BraceLab Clinical Clues

October 2020 No. 18

How Can an AFO Possibly Help Posterior Tibial Tendon Dysfunction?

Jerry Ditz, DPT, Dip. Osteopractic, Cert. SMT, Cert. DN

Posterior Tibial Tendon

Recently a podiatrist requested a sample of the Push Ankle Foot Orthosis (AFO) for a patient with posterior tibial tendon dysfunction (PTTD) (1). Before sending the sample, we explained this brace is designed for patients with foot drop. The podiatrist understood this, but after studying the Push AFO design, he thought it could benefit his patients with PTTD.

Typically patients with posterior tibial tendon dysfunction initially wear a walking boot for 6-8 weeks to allow the tendon to rest and to decrease swelling. If pain is controlled after six weeks, the patient switches to wearing an orthotic shoe insert inside their normal shoe. The orthotic shoe insert decreases the tendon workload by supporting the patient’s medial arch and allows a return to normal footwear.

The podiatrist noted that some patients have increased pain when they shift from wearing the walking boot to the orthotic shoe insert because of the sudden change of tendon loading. He was searching for a more successful way to transition his patients out of the walking boot.

Descending stairs in the Push AFO

We were curious whether this worked! The podiatrist stated the Push AFO has two unique features that benefit his patients with PTTD. The first is the ability to wear the brace with an orthotic shoe insert either under or over the AFO’s flexible footplate. The second desirable feature is the oblique adjustable dorsiflexion assistance straps. He feels the straps’ unique angle supports the medial arch of the foot in the same manner as the posterior tibial tendon during the stance phase of the gait cycle (2-3).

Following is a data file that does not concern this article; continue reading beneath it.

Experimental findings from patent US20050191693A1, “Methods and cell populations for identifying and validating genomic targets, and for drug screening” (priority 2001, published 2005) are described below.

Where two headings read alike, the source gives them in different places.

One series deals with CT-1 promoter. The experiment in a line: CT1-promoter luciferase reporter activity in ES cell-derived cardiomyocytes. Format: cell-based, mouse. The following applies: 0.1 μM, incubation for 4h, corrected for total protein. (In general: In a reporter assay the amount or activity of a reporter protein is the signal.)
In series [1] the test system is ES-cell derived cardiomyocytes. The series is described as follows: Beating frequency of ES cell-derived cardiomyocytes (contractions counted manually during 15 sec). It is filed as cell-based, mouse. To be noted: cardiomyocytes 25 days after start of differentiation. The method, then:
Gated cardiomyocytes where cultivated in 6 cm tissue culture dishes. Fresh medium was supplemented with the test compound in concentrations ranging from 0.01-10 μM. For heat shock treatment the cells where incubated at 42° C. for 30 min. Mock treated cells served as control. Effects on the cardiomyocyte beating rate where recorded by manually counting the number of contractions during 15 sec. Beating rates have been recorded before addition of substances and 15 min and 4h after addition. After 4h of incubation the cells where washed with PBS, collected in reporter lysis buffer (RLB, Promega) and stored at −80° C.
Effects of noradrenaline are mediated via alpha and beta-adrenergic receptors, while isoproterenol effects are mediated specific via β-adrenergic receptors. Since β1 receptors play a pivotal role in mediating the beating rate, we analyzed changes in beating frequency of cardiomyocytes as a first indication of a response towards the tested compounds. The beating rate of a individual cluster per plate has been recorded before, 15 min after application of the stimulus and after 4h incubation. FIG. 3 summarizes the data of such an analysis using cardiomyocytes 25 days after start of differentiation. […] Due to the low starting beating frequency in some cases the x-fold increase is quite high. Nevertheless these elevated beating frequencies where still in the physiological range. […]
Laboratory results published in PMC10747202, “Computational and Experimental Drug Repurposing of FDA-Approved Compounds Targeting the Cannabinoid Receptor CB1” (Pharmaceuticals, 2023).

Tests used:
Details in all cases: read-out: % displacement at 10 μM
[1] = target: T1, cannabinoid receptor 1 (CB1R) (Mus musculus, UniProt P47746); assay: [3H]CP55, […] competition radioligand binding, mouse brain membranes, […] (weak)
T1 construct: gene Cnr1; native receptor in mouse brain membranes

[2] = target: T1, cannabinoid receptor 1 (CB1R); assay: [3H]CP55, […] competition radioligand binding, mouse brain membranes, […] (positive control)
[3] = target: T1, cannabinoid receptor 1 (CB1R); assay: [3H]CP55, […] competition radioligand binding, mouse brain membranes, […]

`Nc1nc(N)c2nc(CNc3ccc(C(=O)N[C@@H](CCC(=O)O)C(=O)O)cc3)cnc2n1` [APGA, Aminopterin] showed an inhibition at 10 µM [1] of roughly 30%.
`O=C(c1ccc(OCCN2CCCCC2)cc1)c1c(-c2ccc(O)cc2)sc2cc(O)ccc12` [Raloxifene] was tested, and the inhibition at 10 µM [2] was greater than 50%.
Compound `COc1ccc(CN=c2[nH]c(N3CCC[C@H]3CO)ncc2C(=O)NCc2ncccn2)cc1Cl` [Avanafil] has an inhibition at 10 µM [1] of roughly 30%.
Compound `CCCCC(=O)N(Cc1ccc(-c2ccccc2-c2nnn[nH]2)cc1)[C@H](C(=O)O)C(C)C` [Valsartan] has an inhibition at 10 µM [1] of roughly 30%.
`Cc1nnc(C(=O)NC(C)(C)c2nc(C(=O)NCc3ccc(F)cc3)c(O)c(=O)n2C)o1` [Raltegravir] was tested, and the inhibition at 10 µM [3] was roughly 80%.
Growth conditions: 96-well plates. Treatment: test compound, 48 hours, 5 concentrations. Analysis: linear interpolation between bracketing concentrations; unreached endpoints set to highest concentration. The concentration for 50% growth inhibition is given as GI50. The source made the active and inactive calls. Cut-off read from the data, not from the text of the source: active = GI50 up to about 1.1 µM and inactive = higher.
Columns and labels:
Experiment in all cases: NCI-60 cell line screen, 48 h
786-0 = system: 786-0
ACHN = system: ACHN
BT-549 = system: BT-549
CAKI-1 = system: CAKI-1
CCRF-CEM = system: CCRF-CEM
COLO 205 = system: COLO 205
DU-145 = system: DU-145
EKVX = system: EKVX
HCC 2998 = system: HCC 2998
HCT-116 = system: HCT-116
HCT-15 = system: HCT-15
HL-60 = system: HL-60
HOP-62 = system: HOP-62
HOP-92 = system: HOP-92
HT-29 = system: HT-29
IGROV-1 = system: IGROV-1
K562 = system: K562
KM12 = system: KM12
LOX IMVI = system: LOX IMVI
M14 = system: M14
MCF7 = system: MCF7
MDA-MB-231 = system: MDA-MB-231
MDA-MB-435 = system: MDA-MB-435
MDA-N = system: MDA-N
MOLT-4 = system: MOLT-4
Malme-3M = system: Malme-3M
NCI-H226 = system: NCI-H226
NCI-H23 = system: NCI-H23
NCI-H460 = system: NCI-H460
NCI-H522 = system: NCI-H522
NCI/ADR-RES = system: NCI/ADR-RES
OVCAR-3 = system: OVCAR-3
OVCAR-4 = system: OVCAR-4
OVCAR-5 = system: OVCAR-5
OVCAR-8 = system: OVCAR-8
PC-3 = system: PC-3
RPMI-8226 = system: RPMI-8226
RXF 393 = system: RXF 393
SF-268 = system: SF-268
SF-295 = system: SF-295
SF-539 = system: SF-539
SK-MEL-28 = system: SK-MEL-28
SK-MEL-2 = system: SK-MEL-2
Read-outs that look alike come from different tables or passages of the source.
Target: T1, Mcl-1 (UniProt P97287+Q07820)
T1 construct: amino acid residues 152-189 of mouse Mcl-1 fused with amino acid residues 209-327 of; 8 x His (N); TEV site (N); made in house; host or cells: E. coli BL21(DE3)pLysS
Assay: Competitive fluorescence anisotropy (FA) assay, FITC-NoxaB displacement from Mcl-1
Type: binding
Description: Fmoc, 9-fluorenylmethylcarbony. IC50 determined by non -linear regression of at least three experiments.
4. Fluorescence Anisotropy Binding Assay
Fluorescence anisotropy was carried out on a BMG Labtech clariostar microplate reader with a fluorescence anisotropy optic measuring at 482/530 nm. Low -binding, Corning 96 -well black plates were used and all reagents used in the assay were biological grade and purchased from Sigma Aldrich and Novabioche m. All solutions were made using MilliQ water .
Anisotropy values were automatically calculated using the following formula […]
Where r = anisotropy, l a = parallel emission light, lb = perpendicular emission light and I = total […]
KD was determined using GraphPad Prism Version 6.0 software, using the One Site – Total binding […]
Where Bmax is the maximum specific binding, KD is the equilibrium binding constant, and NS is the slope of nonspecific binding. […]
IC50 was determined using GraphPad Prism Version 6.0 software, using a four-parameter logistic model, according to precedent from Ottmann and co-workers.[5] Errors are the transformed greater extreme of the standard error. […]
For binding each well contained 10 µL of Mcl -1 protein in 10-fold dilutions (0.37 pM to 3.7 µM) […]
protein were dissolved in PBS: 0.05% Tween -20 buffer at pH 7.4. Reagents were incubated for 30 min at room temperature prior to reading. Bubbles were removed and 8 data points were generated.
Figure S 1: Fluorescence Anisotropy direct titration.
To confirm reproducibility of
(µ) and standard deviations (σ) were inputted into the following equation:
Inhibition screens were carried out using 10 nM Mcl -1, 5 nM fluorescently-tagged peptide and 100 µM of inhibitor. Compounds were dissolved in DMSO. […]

This podiatrist altered his protocol for treating PTTD to include use of the Push AFO with an orthotic shoe insert for four weeks after the initial 6 to 8 weeks in a walking boot. During these four weeks, patients are instructed to decrease the tension of the dorsiflexion assistance straps weekly. If pain is controlled, the AFO is discontinued at four weeks and the patient continues using the orthotic shoe insert.

Thinking outside the box allowed this clinician to provide a better solution for his patients with posterior tibial tendon dysfunction. Based on this experience with the Push AFO, BraceLab now recommends this product for others with this diagnosis.

 

1. Kulig K, Reischl SF, Pomrantz AB, et al. Nonsurgical management of posterior tibial tendon dysfunction with orthoses and resistive exercise: a randomized controlled trial. Physical Therapy. 2009;89(1):26-37.

2. Basmajian J, Stecko G. The role of muscles in support of the arch of the foot. J Bone Joint Surg Am. 1963;45:1184–1190.

3. Otis JC, Gage T. Function of the posterior tibial tendon muscle. Foot Ankle Clin. 2001;6(1):1-v. doi:10.1016/s1083-7515(03)00071-8.

 

Download Clinical Clues No.18, How Can an AFO Possibly Help Posterior Tibial Tendon Dysfunction?; October 2020

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Disclaimer: BraceLab Clinical Clues are intended to be an informal sharing of practical clinical ideas; not formal evidence-based conclusions of fact.

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